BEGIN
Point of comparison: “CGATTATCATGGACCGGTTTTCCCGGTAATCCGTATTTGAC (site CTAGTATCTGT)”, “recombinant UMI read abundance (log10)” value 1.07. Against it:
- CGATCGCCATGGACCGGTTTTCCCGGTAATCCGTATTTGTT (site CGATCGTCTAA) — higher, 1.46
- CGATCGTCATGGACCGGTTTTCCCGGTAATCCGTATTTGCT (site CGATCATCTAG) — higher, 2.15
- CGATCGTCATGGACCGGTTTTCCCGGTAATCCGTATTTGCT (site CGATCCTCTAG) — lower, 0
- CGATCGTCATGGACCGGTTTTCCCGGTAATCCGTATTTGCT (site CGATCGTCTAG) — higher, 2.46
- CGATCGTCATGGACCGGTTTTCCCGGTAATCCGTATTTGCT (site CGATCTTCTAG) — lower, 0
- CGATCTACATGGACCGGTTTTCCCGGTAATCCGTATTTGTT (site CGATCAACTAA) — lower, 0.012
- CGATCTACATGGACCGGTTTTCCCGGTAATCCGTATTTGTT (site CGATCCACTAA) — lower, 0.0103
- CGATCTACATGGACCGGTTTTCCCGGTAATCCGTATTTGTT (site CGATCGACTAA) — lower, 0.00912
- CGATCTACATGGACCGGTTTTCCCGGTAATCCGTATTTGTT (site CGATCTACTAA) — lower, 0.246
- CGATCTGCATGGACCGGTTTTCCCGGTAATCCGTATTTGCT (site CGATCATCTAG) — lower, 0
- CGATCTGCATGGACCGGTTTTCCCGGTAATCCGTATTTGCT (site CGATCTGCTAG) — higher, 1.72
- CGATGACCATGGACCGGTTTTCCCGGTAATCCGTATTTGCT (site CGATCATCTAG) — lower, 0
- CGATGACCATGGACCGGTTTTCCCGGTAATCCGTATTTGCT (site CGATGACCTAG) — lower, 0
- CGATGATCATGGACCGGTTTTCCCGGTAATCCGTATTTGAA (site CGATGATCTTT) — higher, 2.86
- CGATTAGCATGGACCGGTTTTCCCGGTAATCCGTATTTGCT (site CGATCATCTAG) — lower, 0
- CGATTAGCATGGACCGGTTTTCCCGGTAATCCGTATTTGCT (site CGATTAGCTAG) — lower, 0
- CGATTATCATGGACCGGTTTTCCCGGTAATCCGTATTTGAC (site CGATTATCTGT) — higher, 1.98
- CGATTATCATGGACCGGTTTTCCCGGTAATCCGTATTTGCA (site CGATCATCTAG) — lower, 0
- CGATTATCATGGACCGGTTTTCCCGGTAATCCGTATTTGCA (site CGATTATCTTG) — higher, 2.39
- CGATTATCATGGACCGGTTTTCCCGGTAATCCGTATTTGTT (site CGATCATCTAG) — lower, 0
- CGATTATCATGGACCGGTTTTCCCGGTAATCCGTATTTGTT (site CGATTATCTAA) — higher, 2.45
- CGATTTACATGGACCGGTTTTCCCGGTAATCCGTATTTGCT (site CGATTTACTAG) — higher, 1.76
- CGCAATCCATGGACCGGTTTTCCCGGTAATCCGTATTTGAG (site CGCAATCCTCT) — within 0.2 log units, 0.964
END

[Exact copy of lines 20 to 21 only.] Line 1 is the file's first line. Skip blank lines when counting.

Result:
- CGATTATCATGGACCGGTTTTCCCGGTAATCCGTATTTGCA (site CGATTATCTTG) — higher, 2.39
- CGATTATCATGGACCGGTTTTCCCGGTAATCCGTATTTGTT (site CGATCATCTAG) — lower, 0